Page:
Schools & Charities

Depending on what it is, and how old it is, schools and charities can often use them. That's who I usually call.

I don't think I missed your

I don't think I missed your point, GrayWolf, but I'm pretty sure I don't agree it is the point. I don't believe that the corporations actually want to change their habits for the better. In fact, I believe it is illegal for them to act contrary to profits. I don't believe that we live in an economy based on consumption, but one based on an incorrect assumption of infinite resources, which works very hard to sell us the concept of consumption-as-economic-driver. If the consumer knew it was all a lie and a scam that would cost them more later, they might make wiser buying choices today.

To twist your example (although I am afraid of what many Americans would actually do regardless):

a) I buy new flat panel to replace my old busted 15" CRT. If anyone in my town sees me throwing away the old monitor in my garbage I get lambasted and made to feel like scum for polluting the environment. So I bring it to the recycling co-op downtown. My $25 annual charitable contribution to their cause covered 1 "computer" and that included 1 monitor, so I'm good. They also gave me a buyer's guide for eco-friendly products which highlights other things that are basically bad to buy. I had no idea.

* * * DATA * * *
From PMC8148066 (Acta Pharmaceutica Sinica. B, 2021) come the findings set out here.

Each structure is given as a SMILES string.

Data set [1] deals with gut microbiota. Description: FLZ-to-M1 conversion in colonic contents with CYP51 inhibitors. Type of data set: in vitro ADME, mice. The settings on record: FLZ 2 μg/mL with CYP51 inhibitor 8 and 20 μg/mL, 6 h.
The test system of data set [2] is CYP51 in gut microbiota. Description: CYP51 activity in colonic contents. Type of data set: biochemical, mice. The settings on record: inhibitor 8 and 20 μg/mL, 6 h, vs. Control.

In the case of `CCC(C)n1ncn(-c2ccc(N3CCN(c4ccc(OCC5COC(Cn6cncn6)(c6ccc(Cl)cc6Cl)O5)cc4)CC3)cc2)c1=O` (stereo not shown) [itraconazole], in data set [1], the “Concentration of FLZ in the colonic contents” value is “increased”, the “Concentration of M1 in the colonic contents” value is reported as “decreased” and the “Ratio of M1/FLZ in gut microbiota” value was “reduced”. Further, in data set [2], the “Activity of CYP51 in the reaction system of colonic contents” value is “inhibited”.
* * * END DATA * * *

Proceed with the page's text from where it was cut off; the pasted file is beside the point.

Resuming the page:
Depending on what it is, and how old it is, schools and charities can often use them. That's who I usually call.

Sanity, isn't that just another way to externalize the cost of disposal?

Umm no

Not if they need and want them. I give them usable stuff not crap.

I struggle with what to do with older stuff too.

Local Tip

But, they do have a 'section' where you put electrical goods. I would hope that these are treated / recycled differently. If I was a cynic I may think that this area was just that the staff can grab anything of 'value' - the rest they then throw into the other skips.


americans: ?

Bravo grnidone...

Name your favo(u)rite toxic heavy metal, and I'm fairly sure you'll find it in your old computer equipment. Thus, bravo grnidone, don't just "dump" it. At the same time, some "recycling" has been pawned off on jurisdictions without proper environmental oversight causing other issues. The best long term solution is source reduction, the incorporation of environmentally compatible materials and processes into the original product and its associated packaging.

I should note that schools in many cases do not want obsolete computer equipment. They don't have the staffing nor funds to manage equipment which won't run current operating systems.

We have a great recycling